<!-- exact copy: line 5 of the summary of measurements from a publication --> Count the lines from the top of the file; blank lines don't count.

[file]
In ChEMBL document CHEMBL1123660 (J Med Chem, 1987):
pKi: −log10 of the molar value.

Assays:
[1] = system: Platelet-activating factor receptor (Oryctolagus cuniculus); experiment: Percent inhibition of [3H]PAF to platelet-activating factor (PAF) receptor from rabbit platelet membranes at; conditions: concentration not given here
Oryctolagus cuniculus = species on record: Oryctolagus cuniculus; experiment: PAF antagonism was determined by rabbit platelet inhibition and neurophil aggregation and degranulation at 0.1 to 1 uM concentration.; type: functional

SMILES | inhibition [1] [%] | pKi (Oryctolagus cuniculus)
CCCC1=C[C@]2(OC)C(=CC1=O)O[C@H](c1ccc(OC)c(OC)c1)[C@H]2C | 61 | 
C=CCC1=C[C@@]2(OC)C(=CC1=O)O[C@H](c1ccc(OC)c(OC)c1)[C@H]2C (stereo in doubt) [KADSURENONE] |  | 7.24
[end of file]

Oryctolagus cuniculus = species on record: Oryctolagus cuniculus; experiment: PAF antagonism was determined by rabbit platelet inhibition and neurophil aggregation and degranulation at 0.1 to 1 uM concentration.; type: functional